RioOnWatch: How does the course fit into the Seeds of Life Association’s work in the community?
Marques: Since 2002, the Seeds of Life Association has dedicated itself to social and human development in City of God, addressing three areas: education, culture, and communication. In this vein, the Association has always considered “community communication” as a tool for social transformation. This concept gave way to the construction of the City of God Community Portal, the CDD Vive newspaper, and CDD Web Radio.
In these fifteen years of working in the territory, there have been various communication trainings made possible by the Seeds of Life Association, which continues to believe in the richness and potential of communication tools for child and youth development.
RioOnWatch: Does City of God have certain characteristics that make this type of initiative especially necessary?
Marques: Yes. Absolutely.
City of God, born amid the chaos of the floods of 1966, only took shape, gained meaning and came into existence for the rest of the world with the launch of Fernando Meirelles’ film City of God in 2002. So there are 52 years of ignored stories, ignored resistance, and ignored potential here—guaranteeing that City of God remains only a synonym for violence and a reminder of the character of Little Zé.
These characteristics and memories are completely out of touch with the reality of the territory, which is so rich in culture, so full of real personalities with incredible stories. To contemplate popular, independent, community-centered communication with the youth of City of God—but also with other favelas and impoverished territories across the country—is to guarantee rights and life.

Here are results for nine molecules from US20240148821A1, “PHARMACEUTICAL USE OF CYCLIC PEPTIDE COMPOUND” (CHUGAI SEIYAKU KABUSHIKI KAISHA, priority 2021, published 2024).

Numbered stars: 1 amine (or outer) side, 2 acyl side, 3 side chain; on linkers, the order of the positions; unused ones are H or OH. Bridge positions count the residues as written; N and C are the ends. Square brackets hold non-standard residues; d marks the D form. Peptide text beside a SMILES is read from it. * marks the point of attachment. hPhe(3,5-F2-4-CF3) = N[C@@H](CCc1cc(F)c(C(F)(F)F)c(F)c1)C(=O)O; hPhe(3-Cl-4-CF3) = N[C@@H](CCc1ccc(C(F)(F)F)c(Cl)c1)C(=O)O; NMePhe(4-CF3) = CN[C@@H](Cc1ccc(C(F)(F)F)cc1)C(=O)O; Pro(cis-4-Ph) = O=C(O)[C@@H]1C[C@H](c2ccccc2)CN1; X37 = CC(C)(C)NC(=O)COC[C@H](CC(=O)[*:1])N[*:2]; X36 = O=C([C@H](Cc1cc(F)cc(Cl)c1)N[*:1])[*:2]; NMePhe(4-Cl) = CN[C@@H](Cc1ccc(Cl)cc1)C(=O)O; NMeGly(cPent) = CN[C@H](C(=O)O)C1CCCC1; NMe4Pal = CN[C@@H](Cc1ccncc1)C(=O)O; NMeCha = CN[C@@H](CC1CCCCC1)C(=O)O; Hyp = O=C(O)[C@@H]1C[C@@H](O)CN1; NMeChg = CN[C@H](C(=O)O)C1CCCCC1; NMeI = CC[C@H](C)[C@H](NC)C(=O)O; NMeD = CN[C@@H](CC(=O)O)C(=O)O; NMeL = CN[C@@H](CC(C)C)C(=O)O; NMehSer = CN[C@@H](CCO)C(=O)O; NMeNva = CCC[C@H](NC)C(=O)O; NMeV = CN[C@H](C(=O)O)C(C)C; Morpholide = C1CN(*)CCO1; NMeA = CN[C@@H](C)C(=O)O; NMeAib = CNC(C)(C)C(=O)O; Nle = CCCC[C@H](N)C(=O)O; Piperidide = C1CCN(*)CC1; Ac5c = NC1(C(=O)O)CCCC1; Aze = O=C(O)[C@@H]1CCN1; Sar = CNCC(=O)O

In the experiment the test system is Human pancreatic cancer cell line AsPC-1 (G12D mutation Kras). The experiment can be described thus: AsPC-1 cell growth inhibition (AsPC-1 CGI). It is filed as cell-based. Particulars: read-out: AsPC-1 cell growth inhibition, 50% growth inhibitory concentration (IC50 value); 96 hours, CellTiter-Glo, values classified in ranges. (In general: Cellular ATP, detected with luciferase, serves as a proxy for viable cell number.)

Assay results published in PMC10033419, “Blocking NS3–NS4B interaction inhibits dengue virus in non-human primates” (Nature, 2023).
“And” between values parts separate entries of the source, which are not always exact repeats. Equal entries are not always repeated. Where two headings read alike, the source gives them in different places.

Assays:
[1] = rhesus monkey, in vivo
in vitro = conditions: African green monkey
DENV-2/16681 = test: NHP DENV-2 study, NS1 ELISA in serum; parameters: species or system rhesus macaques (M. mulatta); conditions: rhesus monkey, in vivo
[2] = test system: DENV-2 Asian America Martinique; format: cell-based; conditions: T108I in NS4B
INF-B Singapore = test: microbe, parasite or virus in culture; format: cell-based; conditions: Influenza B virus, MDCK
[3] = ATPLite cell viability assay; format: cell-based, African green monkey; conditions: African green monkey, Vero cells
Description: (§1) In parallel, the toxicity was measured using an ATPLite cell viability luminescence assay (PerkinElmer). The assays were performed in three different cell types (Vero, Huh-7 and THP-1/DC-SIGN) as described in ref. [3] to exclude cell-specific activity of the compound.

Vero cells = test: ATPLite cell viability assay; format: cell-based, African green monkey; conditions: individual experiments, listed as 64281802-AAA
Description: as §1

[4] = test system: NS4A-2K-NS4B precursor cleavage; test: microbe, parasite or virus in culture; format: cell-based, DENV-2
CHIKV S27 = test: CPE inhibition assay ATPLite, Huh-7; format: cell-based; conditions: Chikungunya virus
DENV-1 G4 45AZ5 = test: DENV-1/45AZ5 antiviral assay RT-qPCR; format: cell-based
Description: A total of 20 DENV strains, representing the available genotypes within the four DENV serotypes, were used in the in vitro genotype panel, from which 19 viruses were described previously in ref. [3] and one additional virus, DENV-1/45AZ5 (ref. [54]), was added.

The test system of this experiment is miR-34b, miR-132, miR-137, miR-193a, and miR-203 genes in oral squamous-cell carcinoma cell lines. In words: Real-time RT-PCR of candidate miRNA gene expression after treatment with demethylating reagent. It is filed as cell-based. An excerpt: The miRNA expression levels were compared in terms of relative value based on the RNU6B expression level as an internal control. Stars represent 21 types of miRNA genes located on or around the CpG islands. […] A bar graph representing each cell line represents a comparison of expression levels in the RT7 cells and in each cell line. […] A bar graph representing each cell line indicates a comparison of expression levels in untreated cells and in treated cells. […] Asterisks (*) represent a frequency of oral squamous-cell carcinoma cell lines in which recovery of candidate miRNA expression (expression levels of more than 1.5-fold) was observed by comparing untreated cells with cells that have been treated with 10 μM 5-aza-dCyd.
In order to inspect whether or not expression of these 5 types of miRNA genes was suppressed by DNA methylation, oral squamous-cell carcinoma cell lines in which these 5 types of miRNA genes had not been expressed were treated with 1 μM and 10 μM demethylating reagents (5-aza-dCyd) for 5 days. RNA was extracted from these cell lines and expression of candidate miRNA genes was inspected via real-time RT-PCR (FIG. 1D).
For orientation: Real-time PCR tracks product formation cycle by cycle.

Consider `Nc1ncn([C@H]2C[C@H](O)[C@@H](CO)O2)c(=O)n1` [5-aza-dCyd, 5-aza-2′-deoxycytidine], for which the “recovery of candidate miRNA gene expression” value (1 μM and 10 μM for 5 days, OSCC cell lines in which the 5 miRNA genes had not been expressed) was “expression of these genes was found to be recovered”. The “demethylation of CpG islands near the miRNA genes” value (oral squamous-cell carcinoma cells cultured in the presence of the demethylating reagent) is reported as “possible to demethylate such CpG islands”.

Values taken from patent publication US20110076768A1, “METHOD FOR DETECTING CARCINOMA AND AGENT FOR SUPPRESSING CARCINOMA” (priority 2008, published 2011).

RioOnWatch: What is your philosophy of education? What about your thoughts on education in Rio de Janeiro?
Marques: I understand education as a continuous and collective process involving the flow and intersection of forms of knowledge and ambitions, which transcends [academic] achievement. In this sense, doubt and the unknown live at the center of the construction of knowledge. Our conclusions, which at times constrain critical thought, are secondary expectations in a learning process that is fueled by inquiry and therein finds answers, doubts, and more answers.
Being uncertain in a world of certitudes might be my most important contribution as an educator. And this huge favela, in effect its own city, is a territory that seeks not certainty but inquiry.
At last, we arrive here, at a place in which I take no pride in view of the certainty of some—those who colonized our country with violence; defined the limits of the city; and determined the rights, including the right to life, that each segment of society would have or not have.
Education—as a bridge to critical citizen participation and an instrument responsible for genuine processes of liberation—remains trapped in the hands of those who seek social control. It is for this reason that grassroots education, the knowledge of the alleyways, memory, and ancestral orality have become so necessary. They resist the commodification of knowledge and life, as they historically stimulate the rise of the journey that will subvert [systems] currently in place.